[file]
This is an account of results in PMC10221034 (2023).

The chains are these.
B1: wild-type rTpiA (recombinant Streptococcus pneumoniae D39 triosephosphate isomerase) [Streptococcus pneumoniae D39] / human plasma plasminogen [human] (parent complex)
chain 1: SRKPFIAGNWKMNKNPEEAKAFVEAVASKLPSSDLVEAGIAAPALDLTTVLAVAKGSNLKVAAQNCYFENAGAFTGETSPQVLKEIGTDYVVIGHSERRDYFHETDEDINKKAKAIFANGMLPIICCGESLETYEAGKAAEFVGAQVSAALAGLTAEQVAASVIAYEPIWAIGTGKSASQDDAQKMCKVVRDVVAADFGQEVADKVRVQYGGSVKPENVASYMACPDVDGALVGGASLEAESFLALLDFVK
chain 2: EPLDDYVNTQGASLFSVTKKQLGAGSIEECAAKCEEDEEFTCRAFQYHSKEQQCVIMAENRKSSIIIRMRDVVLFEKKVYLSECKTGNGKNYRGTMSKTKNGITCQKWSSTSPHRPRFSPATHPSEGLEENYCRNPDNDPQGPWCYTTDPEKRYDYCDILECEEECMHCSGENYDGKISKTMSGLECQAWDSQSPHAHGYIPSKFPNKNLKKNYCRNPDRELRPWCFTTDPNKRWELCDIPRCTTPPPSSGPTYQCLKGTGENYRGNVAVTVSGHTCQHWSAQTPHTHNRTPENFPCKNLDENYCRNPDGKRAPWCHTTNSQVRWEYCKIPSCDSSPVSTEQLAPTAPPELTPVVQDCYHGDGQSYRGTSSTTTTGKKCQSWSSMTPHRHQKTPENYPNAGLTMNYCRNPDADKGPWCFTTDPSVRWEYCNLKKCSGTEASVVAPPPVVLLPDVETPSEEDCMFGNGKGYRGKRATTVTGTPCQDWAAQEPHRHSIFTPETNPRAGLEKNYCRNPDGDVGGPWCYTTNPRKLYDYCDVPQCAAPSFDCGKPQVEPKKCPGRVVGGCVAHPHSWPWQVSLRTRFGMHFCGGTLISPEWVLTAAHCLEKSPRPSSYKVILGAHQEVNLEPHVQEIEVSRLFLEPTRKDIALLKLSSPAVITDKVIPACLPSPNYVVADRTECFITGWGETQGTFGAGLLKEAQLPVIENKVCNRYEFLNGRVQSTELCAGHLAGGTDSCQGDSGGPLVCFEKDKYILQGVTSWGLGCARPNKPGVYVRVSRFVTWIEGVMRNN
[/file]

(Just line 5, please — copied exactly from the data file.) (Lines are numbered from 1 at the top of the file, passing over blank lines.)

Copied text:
chain 2: EPLDDYVNTQGASLFSVTKKQLGAGSIEECAAKCEEDEEFTCRAFQYHSKEQQCVIMAENRKSSIIIRMRDVVLFEKKVYLSECKTGNGKNYRGTMSKTKNGITCQKWSSTSPHRPRFSPATHPSEGLEENYCRNPDNDPQGPWCYTTDPEKRYDYCDILECEEECMHCSGENYDGKISKTMSGLECQAWDSQSPHAHGYIPSKFPNKNLKKNYCRNPDRELRPWCFTTDPNKRWELCDIPRCTTPPPSSGPTYQCLKGTGENYRGNVAVTVSGHTCQHWSAQTPHTHNRTPENFPCKNLDENYCRNPDGKRAPWCHTTNSQVRWEYCKIPSCDSSPVSTEQLAPTAPPELTPVVQDCYHGDGQSYRGTSSTTTTGKKCQSWSSMTPHRHQKTPENYPNAGLTMNYCRNPDADKGPWCFTTDPSVRWEYCNLKKCSGTEASVVAPPPVVLLPDVETPSEEDCMFGNGKGYRGKRATTVTGTPCQDWAAQEPHRHSIFTPETNPRAGLEKNYCRNPDGDVGGPWCYTTNPRKLYDYCDVPQCAAPSFDCGKPQVEPKKCPGRVVGGCVAHPHSWPWQVSLRTRFGMHFCGGTLISPEWVLTAAHCLEKSPRPSSYKVILGAHQEVNLEPHVQEIEVSRLFLEPTRKDIALLKLSSPAVITDKVIPACLPSPNYVVADRTECFITGWGETQGTFGAGLLKEAQLPVIENKVCNRYEFLNGRVQSTELCAGHLAGGTDSCQGDSGGPLVCFEKDKYILQGVTSWGLGCARPNKPGVYVRVSRFVTWIEGVMRNN